Sara Paretsky’s Fallout

Keeping with my crime/mystery reading adventure, I chose Sara Paretsky’s Fallout as my May book review. I see a murder mystery theme developing in 2022. NaNoWriMo might get interesting this year. I tend to let my reading lead me in the direction of the story I decide to write. One year, I steeped my mind in all the vampire literature I could find. I read everyone from Bram Stoker to Ann Rice. The novel I wrote became a vampire tale I called Fortune’s Revenge. The novel is stored on a flash drive, waiting to be edited. I plan to continue my fairytale exploration with The Red Riding Hood murders for NaNoWriMo this year, but I digress. To get back on topic, I enjoyed Sara Paretsky’s Fallout. I could relate to the environment she created in this story. The characters and the town seemed familiar.

Quick synopsis of Sara Paretsky’s Fallout

August Verdian and Emerald Ferring disappear from Chicago. The gym where Verdian works and apartment are broken into soon after he vanishes. It is believed they are on a road trip to Kansas. He is in the process of making a documentary about Ferring’s life. According to the story, Ferring became a famous African American actress in the 1970s and 80s.

Family and friends hire V.I. Warshawski to track down Verdian and Ferring. The problem with the case centers around it being the first investigation she’s done outside of Chicago. The two people she’s looking for have disappeared off the face of the earth. V.I.’s investigation leads her to Lawrence, Kansas. A woman with substance abuse and mental health problems claims she saw them on her lover’s grave before entering a drug-induced coma.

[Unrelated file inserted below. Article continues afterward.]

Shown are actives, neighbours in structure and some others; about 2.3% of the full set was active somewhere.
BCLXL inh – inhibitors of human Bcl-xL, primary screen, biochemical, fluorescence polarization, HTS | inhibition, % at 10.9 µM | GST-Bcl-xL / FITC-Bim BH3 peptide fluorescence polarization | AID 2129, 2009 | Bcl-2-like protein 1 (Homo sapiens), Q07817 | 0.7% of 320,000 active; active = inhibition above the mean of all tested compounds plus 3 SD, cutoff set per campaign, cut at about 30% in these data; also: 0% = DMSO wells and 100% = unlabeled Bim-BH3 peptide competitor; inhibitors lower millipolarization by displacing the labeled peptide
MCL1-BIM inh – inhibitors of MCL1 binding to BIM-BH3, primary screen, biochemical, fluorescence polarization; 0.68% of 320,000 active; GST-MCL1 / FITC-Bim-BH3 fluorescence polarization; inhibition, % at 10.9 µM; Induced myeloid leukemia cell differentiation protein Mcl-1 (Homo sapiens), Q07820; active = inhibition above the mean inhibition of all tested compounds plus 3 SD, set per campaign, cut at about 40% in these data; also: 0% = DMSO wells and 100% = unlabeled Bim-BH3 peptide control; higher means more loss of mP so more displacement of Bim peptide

The bodies start piling up because of events in the 1980s around a now-abandoned nuclear missile silo and Ferring’s involvement in a protest there. It all boils down to small-town secrets that span the city’s racial divide. V.I. becomes a fish out of the water as she tries to unravel the mystery before she or someone else dies.

Story development in Sara Paretsky’s Fallout

While I enjoyed the story, I also found echoes of the first Paretsky book I read not long ago. The V.I. Warshawski novels are a series of stories with a Chicago female private detective as the protagonist. In both, she tries to uncover the death or disappearance of a person from Chicago’s African American artistic community. In the first book, a magazine writer dies under mysterious circumstances, and an aging African American actress disappears. There is also a similarity between the stories in that VI’s love interest in both novels is out of the country.

┬áThe chief difference is the setting in Fallout. VI leaves Chicago and makes her way to Lawrence, Kansas trying to locate Verdian and Ferring. Her quest involves an abandoned missile silo and a brush with the military. While there were similarities in the two stories, I found them both interesting. It also gave me the impression the writer might have used a formula to create the books. I plan to read more of her work shortly, so these similarities weren’t drastic enough to put me off the series.

Worldbuilding in Sara Paretsky’s Fallout